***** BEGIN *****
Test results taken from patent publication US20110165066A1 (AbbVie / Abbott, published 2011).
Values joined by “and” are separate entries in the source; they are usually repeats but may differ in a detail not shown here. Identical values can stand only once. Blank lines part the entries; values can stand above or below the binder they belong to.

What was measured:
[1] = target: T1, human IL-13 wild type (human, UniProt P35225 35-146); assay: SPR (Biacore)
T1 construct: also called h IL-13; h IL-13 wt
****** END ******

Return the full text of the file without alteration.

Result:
Test results taken from patent publication US20110165066A1 (AbbVie / Abbott, published 2011).
Values joined by “and” are separate entries in the source; they are usually repeats but may differ in a detail not shown here. Identical values can stand only once. Blank lines part the entries; values can stand above or below the binder they belong to.

What was measured:
[1] = target: T1, human IL-13 wild type (human, UniProt P35225 35-146); assay: SPR (Biacore)
T1 construct: also called h IL-13; h IL-13 wt